An incident that did not receive as much response as it should have came in late 2011 when a Xavier-Cincinnati basketball game ended with an ugly bench-clearing brawl, leaving one young man lying on the floor with blood gushing from his left eye.
“We got disrespected a little bit before the game,” said Tu Holloway, the All-American point guard for Xavier. “Guys calling us out. We’re a tougher team. We’re grown men over here.
“We’ve got a whole bunch of gangsters in the locker room—not thugs, but tough guys on the court. We went out there and zipped them up at the end of the game. That’s our motto: We zip them up. That’s what we just did to them.”
When only 15 seconds remained in the game, Holloway was seen speaking to a player on the Cincinnati bench while he was going back to the defensive side of the court. Freshman Ge’Lawn Guyn was guarding Holloway, and that was when the exchange began to heat up. That was when Guyn shoved Holloway in the face with his hand.
There was 9.4 seconds left to play when all hell broke loose. Xavier Dez Wells intervened to push Guyn down. It didn’t take longer than a second for the benches on both sides to clear.
Xavier center Kenny Frease tried to play peacemaker, but ended up having to crawl out of the brawl on his hands and knees with a bloody and blackened eye. He was kicked several times when he was on the floor but suffered no life-threatening injuries.
When Holloway was asked what he said to the Cincinnati bench prior to the fight, he said, “I was just saying, ‘It’s my city right here.’ I’m cut from a different cloth. None of those guys on that team are like me. I felt disrespected for those guys to come down and talk like that, so I let their whole staff over there know, I let all the players know. That’s when it started.”
Yancy Gates, the senior Cincinnati player who hit Frease to the ground, was suspended for six games. Octavius Ellis and Cheikh Mbodj were also suspended for six games, Guyn for one.
Xavier junior guard Mark Lyons was suspended for two games and Holloway for one. Dezmine Wells and Landen Amos were suspended for four games.
Holloway and Lyons made a formal apology during a news conference, but exacerbated the situation by referring to his team as “gangsters.” However, Holloway did deny being associated with “thugs.”
Nevertheless, the men were given leeway—a second chance.
The video of the brawl received thousands of views on YouTube within several months, but that does not compare to the millions of views the video of Elizabeth Lambert’s dirty play against BYU received.
The video of Elizabeth Lambert’s game against BYU was aired on national television. It received much more coverage, and the reaction was much different. Within days after the UNM v. BYU match, the internet had already sexually branded her as “hot” and “nasty.” She was referred to as the b-word, an “[expletive] manic” and the “dirtiest player in the world.”
One CBS News headline read “Elizabeth Lambert video: Attractive, Aggressive, Suspended… Victim?” Did CBS News refer to the Xavier and Cincinnati men as attractive? No.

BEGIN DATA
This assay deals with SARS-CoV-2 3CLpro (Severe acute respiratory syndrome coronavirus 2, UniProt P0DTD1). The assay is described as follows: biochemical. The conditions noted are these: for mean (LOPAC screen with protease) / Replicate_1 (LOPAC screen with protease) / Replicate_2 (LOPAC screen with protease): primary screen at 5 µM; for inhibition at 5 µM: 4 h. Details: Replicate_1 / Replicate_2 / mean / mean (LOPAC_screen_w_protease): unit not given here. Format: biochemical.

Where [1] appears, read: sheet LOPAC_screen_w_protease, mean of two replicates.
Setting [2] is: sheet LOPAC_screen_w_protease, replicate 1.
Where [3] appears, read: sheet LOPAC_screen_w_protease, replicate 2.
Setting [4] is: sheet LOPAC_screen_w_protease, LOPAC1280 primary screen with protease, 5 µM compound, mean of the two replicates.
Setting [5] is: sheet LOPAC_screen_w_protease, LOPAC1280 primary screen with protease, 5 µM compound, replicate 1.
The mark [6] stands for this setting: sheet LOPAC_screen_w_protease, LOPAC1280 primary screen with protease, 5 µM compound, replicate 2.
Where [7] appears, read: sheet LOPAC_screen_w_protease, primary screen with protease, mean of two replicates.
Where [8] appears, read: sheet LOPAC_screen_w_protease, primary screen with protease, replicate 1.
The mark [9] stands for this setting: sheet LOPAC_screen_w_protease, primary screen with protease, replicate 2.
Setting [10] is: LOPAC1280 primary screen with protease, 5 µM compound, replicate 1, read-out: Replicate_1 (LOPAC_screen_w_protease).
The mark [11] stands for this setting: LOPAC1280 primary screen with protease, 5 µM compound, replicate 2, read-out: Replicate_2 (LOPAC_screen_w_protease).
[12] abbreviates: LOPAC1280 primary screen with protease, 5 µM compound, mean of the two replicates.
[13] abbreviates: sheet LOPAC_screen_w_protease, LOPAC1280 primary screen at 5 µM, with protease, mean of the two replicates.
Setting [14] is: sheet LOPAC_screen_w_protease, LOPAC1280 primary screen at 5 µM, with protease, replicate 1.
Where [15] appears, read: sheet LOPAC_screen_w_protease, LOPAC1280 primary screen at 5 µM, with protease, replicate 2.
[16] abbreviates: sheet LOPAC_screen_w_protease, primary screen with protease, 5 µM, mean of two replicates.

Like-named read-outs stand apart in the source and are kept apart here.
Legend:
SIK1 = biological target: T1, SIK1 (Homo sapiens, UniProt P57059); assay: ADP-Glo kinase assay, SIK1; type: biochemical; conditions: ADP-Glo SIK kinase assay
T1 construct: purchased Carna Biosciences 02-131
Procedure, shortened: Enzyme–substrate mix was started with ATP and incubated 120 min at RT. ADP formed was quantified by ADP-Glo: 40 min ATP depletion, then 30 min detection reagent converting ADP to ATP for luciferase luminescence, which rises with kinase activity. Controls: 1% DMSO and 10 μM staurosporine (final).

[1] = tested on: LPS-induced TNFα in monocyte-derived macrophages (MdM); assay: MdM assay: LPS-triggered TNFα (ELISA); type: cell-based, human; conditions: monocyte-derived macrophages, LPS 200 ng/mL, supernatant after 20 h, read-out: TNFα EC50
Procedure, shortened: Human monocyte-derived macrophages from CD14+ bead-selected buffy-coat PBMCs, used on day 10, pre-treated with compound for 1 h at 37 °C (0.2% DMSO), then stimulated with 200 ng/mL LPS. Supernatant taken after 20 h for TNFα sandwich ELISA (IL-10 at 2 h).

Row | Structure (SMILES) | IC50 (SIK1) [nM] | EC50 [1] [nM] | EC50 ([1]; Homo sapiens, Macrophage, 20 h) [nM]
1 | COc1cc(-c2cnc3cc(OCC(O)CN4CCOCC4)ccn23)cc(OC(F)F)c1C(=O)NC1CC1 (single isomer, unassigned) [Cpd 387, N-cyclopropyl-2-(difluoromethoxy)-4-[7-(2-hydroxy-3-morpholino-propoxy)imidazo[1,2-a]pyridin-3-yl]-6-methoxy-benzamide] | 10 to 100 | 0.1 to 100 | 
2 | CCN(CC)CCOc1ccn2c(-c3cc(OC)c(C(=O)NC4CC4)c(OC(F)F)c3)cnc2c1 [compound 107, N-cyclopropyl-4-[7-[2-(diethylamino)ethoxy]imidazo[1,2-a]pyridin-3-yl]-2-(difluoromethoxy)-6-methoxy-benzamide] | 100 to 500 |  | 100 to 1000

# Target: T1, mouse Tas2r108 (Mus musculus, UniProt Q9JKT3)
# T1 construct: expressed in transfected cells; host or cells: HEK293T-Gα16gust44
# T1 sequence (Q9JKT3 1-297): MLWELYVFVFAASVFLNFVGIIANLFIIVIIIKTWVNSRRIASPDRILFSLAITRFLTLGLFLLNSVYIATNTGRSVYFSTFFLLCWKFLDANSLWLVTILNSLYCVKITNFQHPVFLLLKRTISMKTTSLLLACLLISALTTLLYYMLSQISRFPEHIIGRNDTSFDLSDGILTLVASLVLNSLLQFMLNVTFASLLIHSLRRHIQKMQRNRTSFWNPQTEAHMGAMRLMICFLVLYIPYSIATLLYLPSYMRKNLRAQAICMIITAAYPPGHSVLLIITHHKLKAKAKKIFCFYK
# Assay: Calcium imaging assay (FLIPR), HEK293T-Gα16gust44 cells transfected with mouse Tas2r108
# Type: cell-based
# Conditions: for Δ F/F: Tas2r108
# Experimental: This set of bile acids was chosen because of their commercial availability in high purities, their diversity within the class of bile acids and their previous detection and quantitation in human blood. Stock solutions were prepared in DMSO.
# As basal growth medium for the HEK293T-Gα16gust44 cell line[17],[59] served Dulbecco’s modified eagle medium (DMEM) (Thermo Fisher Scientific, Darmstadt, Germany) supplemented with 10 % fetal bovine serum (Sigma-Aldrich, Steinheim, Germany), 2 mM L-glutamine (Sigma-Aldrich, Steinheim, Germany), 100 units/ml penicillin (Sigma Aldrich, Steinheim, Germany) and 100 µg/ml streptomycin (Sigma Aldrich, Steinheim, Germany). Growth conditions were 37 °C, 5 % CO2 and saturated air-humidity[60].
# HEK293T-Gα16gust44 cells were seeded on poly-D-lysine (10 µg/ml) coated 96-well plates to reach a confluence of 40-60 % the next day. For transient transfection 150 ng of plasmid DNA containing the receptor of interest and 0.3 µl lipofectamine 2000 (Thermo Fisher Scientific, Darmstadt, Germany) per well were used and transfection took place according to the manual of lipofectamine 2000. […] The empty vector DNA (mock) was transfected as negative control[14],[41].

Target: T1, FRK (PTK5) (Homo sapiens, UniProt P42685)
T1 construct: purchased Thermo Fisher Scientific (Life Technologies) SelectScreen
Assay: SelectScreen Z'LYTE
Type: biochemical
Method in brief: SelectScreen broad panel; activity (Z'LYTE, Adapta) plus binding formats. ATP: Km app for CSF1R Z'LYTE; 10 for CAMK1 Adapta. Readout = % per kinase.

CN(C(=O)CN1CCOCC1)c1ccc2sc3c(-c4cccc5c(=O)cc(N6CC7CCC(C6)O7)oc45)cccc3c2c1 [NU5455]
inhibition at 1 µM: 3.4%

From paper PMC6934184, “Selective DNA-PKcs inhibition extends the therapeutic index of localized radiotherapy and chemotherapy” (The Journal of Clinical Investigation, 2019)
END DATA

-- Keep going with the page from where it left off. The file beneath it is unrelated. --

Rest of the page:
Other comments completely belittled Lambert. Some viewers concluded that she was either on steroids or her menstrual cycle.
The inappropriate remarks that some women athletes receive trivialize women’s sports and their accomplishments. This is a major concern because some responses that incidents, such as the one Lambert was involved in, receive objectify women and portray them as entertainment for men.
One blog called FrigginRandom read: “Everyone loves a good cat fight…wait let me rephrase that…every ‘man’ loves a good cat fight.” This resembles many of the comments that followed the ESPN video of Elizabeth Lambert’s unsportsmanlike play.
The comments that Lambert received and the way the media portrayed the young soccer star will forever taint her reputation, and make it much more difficult for her to repair her image.
Another incident that involved Hope Solo challenged the double standards between men and women even further, questioning not only appropriate conduct but morals and team ethics as well.
Right before the semifinal of the 2007 World Cup, USA head coach Greg Ryan benched Solo for Briana Scurry, a two-time Olympic gold medalist and World Cup champion. The U.S. lost to Brazil 4-0.
“It was the wrong the decision, and I think anybody who knows anything about the game knows that,” she said. “There’s no doubt in my mind I would have made those saves. And the fact of the matter is, it’s not 2004 anymore. … It’s 2007, and I think you have to live in the present. And you can’t live by big names. You can’t live in the past. It doesn’t matter what somebody did in an Olympic gold-medal game in the Olympics three years ago.”
Solo violated the ethics of team sports by criticizing a teammate in public, although that was not her intention. Her teammates and coach reacted by shunning her from the team, not evening allowing Solo to travel home on the same flight. However, would she have been punished as severely if she was a man?
“Would we even have batted an eyelash if it was David Beckham?” said Aimee Mullins, a former president of the Women’s Sports Foundation.
Incidents that involve unsportsmanlike conduct from women athletes tend to be met with criticism and receive much more media coverage than incidents that involve men. However, this should not be the case because unsportsmanlike conduct should not occur in either men or women’s sports. It should not be a question of gender stereotypes but of professional behavior.